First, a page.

As I got to know more members of Grass Roots through my volunteering to work the tables at gun shows and through emails I began to hear that others were also asking questions about how Grass Roots was organized and managed. I found out that I was not the only one to ask for copies of the bylaws. Others who asked for copies did not receive them either. That was the third big warning for me.

    It seemed very strange to me that we have many dues-paying members seeking to be involved in Grass Roots but the leadership was locking them out. Why?

    I and others then began to look into the legal requirements of non-profit corporations like Grass Roots. Our motives were, and still are, to open the organization up so that more members can be actively involved. We also want to promote the recruiting of more active members. That goal led to questions concerning the control of the organization.

    According to recent legal counsel, it looks as if members of Grass Roots are legally entitled to copies of the bylaws and the refusal to provide them upon request brings about questions of legal compliance and fiduciary duty. There is a legal requirement of fiduciary duty and that standard cannot exist if the Board of Directors is not accountable to the members by following the bylaws. The bylaws require elections. Board members are also required to obey state laws governing the operation of the corporation to maintain the legal standard of their fiduciary duty.

    Fiduciary is duty defined in link below:

    Breach of Fiduciary Duty Law & Legal Definition

    To our dismay it appears that Grass Roots may not be in compliance with South Carolina law. State law requires annual meetings and annual elections.

    (An actual violation of the law is to be determined in a court of law. I am only speaking of what it appears to be. Please form your own opinion.)

    To my knowledge neither an election nor a members' meeting has taken place in over ten years. That appears to establish a pattern. It also looks as if the leadership was aware of those legal requirements. (An email was presented in court as evidence indicating the leadership knew of the legal requirement and the fact that they chose not to comply.)

    As a dues paying member, I wrote a letter to Grass Roots board member, Ed Kelleher citing South Carolina Law and asking for those things the law said I was entitled to have which included the membership list. I then presented the letter to our group of concerned members for their approval. The group approved and the letter was sent.

    We did this to set in motion an election of the Board of Directors. For the membership to produce an election the members must be contacted. Without a membership list contacting them would be impossible. We have no evil intent and we are definitely not anti-gun which we've been accused of. We just want an open election by the membership.

    Why would we want to bring about an election?

    1. It would make the Board of Directors legitimate for the first time in over 10 years.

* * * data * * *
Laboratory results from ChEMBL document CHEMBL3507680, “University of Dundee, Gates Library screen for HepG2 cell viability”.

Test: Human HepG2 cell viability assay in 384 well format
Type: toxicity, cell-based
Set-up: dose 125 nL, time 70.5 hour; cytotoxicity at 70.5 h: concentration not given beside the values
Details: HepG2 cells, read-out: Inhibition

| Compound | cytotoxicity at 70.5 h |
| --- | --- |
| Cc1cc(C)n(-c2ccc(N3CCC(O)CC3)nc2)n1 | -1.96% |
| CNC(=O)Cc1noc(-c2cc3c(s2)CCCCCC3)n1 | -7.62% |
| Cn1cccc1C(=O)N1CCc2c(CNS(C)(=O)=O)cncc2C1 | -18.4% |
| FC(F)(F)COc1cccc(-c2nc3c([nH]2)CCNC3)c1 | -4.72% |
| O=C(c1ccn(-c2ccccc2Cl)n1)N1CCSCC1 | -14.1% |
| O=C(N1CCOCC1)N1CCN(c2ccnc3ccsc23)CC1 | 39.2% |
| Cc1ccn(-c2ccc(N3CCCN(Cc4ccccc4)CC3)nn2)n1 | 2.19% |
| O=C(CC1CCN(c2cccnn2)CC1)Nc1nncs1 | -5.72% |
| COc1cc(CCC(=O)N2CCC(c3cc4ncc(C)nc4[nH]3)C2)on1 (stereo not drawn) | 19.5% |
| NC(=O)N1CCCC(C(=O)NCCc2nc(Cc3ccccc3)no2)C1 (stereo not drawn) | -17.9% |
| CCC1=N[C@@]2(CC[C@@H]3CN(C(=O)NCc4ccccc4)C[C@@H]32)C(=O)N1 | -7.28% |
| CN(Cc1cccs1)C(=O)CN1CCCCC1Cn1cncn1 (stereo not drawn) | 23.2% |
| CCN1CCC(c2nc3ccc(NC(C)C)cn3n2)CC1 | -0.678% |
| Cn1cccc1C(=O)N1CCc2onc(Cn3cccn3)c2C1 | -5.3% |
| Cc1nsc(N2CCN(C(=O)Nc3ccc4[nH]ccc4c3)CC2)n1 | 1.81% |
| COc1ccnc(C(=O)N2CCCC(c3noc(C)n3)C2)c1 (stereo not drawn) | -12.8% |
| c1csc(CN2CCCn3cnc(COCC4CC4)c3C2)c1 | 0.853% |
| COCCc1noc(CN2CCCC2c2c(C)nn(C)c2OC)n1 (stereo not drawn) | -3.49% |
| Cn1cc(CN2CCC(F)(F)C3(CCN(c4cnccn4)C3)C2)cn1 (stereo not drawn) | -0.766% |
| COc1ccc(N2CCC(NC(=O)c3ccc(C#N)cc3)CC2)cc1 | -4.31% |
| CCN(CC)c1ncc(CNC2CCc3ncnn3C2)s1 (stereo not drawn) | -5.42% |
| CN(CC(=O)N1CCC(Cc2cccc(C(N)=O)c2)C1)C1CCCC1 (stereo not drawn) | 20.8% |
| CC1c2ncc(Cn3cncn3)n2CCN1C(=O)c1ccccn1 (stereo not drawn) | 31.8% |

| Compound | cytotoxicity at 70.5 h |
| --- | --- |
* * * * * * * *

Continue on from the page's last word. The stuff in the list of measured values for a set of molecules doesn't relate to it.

2. It would make Grass Roots compliant with the law.

    3. It would give members across the state the opportunity to be involved.

    I believe the bylaws say we can have up to 15 Board Members and currently there are only three for the whole state. As it is now, there is little statewide involvement because the representation on the Board of Directors is limited to the Columbia area. Our group of concerned members wants to make the proposal that a minimum of 9 members be elected from across the state thus making Grass Roots a true statewide organization as was the original intent.

    If the leadership of Grass Roots had moved toward the required elections and membership meetings this issue would have never seen a court room. The leadership unfortunately refused to comply with our legal request and appears to be making a move to change the corporate structure so that those in total control can stay in total control. If they succeed, they would be locking the members out completely and the board would be accountable to no one but themselves. As the attorney in the court room said, Grass Roots would be turned into a "private club."

    Personally speaking, all I ever wanted was for Grass Roots to comply with the law and to allow the members to be involved in their organization. How can an organization that exists to influence how laws are written have any credibility if we establish a 10-year pattern of defiance the law? It would be a tragedy if our credibility in the South Carolina legislature were irrevocably harmed. I hope Grass Roots can recover its good name in time to avert that.

    --Ed Looney

    Stuffed Suits - Grassroots Gun Rights: The Full Story

  3. #32
    This letter from Ed confirms the opinions that I have gathered about the situtaion with Grass Roots Gun Rights in SC. I am saddened to see that it has arrived in court as this does little to help with the restoration of our right to bear arms in SC but it will hopefully be a positive in the long run. I think all of this just demonstates that the biggest problem that we as gun owners have in obtaining our rights is agreeing among ourselves what those rights are and how to go about it. As Pogo said, "We have met the enemy and it is us".